Erectile dysfunction and sex hormone changes in chronic obstructive pulmonary disease patients

Multidiscip Respir Med. 2013 Oct 9;8(1):66. doi: 10.1186/2049-6958-8-66.


Background: The prevalence of sexual dysfunction in patients with COPD is high and its significance has not been sufficiently stressed. The aim of this study is to investigate the incidence of erectile dysfunction (ED) and the factors affecting its frequency in COPD patients.

Methods: Seventy patients with COPD and 68 healthy volunteers were included in the study. The International Index of Erectile Function questionnaire was used to evaluate ED, and the Beck Depression Inventory was used to evaluate depression.

Results: The smoking rate was higher and oxygen saturation (SaO2) and body mass index (BMI) were lower in the COPD group. Blood tests revealed higher levels of follicle stimulating hormone (FSH), luteinizing hormone (LH), and estradiol. Testosterone level was lower but it was not statistically significant. Various degrees of ED were detected in 78.6% of COPD patients and 55.8% of the controls. Depression was more common in the COPD group. There was a negative correlation between forced expiratory volume in 1 sec (FEV1) level and ED and between SaO2 and ED in the COPD group. A positive correlation was noted between age and ED in both groups. No significant correlation was found among hormonal status and FEV1, ED, depression, SaO2, or BMI.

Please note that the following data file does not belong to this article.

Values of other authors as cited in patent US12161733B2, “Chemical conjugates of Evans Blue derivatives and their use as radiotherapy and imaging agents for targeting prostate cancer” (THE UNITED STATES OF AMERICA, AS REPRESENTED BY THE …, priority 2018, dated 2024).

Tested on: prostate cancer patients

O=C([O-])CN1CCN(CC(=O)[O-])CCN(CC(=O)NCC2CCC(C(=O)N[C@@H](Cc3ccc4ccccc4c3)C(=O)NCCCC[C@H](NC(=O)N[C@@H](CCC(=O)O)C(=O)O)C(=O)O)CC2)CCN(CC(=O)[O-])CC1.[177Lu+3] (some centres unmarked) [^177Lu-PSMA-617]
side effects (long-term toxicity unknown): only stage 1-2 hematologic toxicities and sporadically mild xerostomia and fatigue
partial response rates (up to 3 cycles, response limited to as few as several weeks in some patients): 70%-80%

Conclusions: The present study provides further confirmation that COPD is a risk factor for erectile dysfunction. When establishing a treatment plan for improving the pulmonary function of COPD patients, sexual dysfunction and depression, which are usually neglected but diminish quality of life, should also be addressed.